January 14, 2013 11:29 am

Singapore property: seventh time lucky?

Cheap money has produced a market with the attention span of a small child

That’ll teach them. Like parents reduced to confiscating toys after warnings have been ignored, Singapore has brought in unexpectedly punitive measures to cool its property market after six attempts in three years failed to do the trick. Developers’ share price falls imply the market has got the message. But that is what reaction to previous rounds suggested, too.

Property in Singapore, like Hong Kong, has been fuelled by cheap money made worse by currencies more or less pegged to the US dollar. In Singapore developers’ land price bids rose by a fifth last year while property prices were rising at 1.8 per cent quarter on quarter by the end of 2012, three times their third-quarter rate.

The cooling efforts are wide ranging, including lowering loan-to-value ratios and raising cash downpayments. Singaporeans must now put down a quarter in cash for a second home, from a 10th. They also face buyers’ stamp duty (ABSD) for the first time, at 7 per cent on second homes, while permanent residents must now pay 5 per cent ABSD on their first home and foreigners 15 per cent.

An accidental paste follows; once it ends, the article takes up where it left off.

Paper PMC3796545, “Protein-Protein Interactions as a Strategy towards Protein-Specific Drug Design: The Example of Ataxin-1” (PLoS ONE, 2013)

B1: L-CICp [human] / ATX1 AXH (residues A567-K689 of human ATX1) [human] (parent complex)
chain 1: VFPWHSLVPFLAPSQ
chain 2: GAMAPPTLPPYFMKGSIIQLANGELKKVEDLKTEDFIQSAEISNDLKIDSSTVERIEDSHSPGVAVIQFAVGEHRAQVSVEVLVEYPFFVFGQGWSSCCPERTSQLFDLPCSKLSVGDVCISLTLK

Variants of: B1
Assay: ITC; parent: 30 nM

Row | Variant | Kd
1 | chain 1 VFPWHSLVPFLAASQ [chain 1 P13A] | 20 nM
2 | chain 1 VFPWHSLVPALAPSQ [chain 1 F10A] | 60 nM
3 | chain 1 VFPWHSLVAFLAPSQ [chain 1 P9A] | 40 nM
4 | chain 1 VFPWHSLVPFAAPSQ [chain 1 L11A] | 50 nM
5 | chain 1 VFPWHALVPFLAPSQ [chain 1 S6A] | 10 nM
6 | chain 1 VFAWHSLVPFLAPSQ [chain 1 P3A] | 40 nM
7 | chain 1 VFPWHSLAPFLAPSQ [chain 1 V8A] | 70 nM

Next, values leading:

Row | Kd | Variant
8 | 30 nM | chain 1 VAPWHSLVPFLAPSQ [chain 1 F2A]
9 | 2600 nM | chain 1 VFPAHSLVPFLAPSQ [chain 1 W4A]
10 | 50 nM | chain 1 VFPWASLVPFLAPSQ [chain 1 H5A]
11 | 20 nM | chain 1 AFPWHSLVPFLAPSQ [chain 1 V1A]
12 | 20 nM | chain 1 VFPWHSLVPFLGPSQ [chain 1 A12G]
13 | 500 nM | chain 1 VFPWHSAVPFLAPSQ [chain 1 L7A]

Almost a third of respondents to a recent Credit Suisse survey cited investment as their main reason for buying property, so the measures should hurt. City Development and CapitaLand, the most locally focused developers, dropped 7 per cent and 5 per cent respectively on Monday.

Singapore hands have seen all this before. After ABSD was introduced in December 2011 (round five of the cooling measures), developers’ share prices fell by about a sixth. But they went on to rally two-thirds last year, outperforming the Straits Times index by two-fifths. And round six, in October last year, barely registered: before these changes, developers were trading at a very slim average discount to net asset value of 15 per cent, according to Nomura.

Cheap money has produced a market with the attention span of a small child. Unless it does what it is told, the government has little choice but to consider more of the same. Investors have been warned.

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